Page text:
OK so there are tons of translations of the Tao te Ching, and while this one is not my favorite, the book itself is a wonderful way (haha, get it, Tao means “The Way”) to gain a more mindful approach at life. It is actually a collection of ancient poetry written more than 2500 years ago by a man attempting to lead people to a more mindful, meaningful way of life– one that is harmonious with the natural rhythms of the Earth. One of my favorite excerpts: “The Way never does anything, / and everything gets done… In stillness all under heaven rests” (p.37).
Peace & Love.
Review Submitted by: Jeanette Warren
Rating: Highly recommended
Challenge: A translated book.
Earlier this year I looked at one of those “100 best novels” lists, and I learned that Oedipus Rex was part of a trilogy. I wanted to see what other wackily tragic events could happen to Oedipus, so I read “Sophocles I” by Sophocles (translated by David Grene, Robert Fitzgerald, and Elizabeth Wyckoff). The book contained three plays: Oedipus the King, Oedipus at Colonus, and Antigone. At times, I thought that I might as well be reading the play in ancient Greek for all that I understood the details, but luckily, I think I understood enough to follow the basic story.
Without giving anything away …. Oedipus the King had the most interesting (bizarre) story; although, the key activities took place before the play starts and the action in the play is discovery. Oedipus at Colonus seemed transitional vice tragic in that it: provided a little closure to Oedipus the King and introduced the curse (or maybe it was prophecy) that “set the stage” for Antigone. Antigone, named after one of Oedipus’ daughters, is about conflict between Antigone and Creon and the resulting tragic actions.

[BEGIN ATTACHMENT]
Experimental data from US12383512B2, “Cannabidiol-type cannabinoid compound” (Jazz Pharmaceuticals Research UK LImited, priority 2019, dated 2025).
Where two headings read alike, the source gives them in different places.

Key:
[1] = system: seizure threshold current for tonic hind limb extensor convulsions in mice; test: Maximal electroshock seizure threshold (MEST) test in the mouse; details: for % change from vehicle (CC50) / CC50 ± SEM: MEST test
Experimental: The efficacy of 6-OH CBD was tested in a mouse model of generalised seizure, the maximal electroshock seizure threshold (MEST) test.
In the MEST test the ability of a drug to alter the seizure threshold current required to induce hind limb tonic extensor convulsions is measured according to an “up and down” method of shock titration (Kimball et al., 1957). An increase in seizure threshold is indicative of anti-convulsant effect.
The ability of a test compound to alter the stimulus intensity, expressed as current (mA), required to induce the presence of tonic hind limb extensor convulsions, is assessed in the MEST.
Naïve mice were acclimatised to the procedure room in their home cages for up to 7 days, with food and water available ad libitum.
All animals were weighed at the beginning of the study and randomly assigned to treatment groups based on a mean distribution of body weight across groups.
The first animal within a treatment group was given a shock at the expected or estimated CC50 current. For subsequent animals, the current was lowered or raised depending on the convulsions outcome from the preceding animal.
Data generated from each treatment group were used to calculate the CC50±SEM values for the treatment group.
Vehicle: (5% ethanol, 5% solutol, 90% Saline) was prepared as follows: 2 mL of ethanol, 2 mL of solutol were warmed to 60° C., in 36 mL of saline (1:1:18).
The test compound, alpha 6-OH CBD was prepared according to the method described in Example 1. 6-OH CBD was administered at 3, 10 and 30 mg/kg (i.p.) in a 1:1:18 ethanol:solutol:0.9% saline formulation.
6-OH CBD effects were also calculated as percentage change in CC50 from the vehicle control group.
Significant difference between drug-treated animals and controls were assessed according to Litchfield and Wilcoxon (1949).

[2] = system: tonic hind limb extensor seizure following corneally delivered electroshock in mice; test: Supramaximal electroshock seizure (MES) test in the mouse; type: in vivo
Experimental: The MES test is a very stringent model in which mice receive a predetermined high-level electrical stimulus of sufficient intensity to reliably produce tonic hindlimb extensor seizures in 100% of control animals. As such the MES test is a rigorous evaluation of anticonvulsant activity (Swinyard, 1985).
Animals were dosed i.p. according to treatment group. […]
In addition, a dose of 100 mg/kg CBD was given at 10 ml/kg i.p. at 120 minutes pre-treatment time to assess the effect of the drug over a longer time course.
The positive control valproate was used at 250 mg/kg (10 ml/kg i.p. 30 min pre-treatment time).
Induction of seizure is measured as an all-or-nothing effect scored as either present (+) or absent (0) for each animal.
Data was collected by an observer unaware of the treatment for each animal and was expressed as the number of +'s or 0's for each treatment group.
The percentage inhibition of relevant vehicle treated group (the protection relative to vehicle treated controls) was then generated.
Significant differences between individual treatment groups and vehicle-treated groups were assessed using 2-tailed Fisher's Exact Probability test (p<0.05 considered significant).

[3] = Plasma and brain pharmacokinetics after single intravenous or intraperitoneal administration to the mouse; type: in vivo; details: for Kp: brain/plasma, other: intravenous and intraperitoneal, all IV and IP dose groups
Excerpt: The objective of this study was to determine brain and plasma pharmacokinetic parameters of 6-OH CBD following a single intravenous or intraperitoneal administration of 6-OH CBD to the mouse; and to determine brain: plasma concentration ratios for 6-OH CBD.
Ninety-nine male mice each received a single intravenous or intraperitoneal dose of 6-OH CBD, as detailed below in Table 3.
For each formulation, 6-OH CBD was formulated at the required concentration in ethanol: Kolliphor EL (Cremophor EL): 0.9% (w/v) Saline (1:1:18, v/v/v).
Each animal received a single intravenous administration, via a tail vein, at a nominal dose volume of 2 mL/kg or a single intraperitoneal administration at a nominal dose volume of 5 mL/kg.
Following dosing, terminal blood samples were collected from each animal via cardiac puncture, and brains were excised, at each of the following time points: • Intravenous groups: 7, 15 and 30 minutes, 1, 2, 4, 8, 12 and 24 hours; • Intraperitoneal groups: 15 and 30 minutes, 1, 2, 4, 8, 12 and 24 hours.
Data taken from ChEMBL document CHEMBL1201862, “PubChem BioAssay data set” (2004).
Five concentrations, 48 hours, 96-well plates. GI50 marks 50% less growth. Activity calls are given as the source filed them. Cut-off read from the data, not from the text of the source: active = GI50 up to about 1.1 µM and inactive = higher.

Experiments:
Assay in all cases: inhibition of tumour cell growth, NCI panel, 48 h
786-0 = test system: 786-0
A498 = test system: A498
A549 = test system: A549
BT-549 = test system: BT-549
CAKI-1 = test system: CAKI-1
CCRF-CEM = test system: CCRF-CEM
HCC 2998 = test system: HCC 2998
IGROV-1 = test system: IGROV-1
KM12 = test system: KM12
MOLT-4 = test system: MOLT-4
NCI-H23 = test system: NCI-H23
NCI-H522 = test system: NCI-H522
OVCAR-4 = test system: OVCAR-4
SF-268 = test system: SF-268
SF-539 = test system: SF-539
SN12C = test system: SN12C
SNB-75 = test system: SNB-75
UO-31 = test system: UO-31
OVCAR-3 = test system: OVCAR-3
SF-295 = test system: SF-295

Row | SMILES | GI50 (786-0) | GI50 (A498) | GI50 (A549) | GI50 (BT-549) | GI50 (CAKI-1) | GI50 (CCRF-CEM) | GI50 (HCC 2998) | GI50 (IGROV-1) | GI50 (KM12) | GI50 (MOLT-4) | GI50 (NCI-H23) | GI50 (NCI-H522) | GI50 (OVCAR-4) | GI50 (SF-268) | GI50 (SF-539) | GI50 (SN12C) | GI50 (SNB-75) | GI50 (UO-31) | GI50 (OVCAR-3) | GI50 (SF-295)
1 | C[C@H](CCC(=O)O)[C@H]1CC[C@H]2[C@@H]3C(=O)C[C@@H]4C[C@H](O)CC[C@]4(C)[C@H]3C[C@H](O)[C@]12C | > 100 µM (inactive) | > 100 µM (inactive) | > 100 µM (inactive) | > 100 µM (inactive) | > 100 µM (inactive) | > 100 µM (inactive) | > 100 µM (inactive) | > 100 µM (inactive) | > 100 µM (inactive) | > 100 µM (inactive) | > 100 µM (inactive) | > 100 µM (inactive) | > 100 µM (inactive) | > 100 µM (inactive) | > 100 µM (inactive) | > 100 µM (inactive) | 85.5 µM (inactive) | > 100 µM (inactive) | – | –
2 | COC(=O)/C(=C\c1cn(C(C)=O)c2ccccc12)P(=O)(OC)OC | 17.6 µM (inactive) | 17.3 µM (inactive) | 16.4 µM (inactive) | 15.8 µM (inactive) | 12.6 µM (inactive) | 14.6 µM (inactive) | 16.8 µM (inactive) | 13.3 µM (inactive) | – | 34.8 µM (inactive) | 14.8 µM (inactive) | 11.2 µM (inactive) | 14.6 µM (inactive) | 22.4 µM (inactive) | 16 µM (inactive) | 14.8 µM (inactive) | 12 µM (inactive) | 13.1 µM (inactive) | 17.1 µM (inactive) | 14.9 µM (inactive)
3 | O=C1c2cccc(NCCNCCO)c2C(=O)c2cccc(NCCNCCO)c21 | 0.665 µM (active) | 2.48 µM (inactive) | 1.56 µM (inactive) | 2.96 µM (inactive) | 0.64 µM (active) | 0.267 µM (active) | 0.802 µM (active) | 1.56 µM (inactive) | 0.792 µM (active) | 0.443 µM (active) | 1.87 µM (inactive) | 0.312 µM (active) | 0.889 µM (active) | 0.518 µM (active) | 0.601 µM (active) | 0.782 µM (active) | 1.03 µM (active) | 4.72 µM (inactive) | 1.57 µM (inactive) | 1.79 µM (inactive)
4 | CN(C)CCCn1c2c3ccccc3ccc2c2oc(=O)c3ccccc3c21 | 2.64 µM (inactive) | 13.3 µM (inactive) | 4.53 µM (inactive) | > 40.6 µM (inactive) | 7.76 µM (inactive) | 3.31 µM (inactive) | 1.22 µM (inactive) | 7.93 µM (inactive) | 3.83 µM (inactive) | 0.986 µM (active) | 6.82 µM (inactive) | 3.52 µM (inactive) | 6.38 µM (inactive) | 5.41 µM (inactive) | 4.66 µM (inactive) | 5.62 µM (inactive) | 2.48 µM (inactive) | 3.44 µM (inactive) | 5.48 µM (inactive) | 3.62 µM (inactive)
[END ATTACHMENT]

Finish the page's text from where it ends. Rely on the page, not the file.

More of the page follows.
I can only recommend this if you: (1) wonder “what happened to Oedipus” after reading the first play in high school, (2) enjoy theater or Greek literature, or (3) enjoy thinking about symbolism/meaning.
Availability: COSMOS, SMCM, USMAI
Review Submitted by: Andy Ashenfelter
Rating: Recommended with Reservations
Challenge: A translated book
Orhan Parmuk introduces us to the culturally rich yet turbulent period of 16th century Istanbul in his murder-mystery novel My Name is Red translated by Erdag Goknar. While the Ottoman Empire has reached its zenith of artistic sophistication under the fervent patronage of Sultan Murat III, there emerges a dire conflict between preservation of traditional Islamic painting and the adoption of European-style illustrations. When the Sultan commissions a guild of miniaturists to illuminate a book in the realist style of the Europeans, the miniaturists must either obey their ruler’s wishes by depicting the universe as the human eye perceives it, or illustrate it as envisioned by Allah. One of the commissioned miniaturists, afraid of his peers violating Islamic artistic traditions, sets out on a killing spree and it is up to us, the readers, to figure out his identity.
Parmuk’s novel transcends the suspenseful nature of our typical mystery thriller through complex philosophical arguments concerning artistic signature and style, blindness and memory. Each chapter is narrated from the perspective of one of the four miniaturists commissioned to create the Sultan’s controversial book or from the perspectives of other individuals who know of the book’s existence and are connected to the miniaturists in some way. Each character talks with a distinct voice, just as each paints with a distinct style. Embedded within each of their narratives are intricate parables that frame their unique personalities and contribute to the unconventional development of this murder mystery.
Availability: SMCM, USMAI, COSMOS
Review Submitted by: Xuejie Kimball
Rating: Highly Recommended
Challenge: translated book, book with a color in the title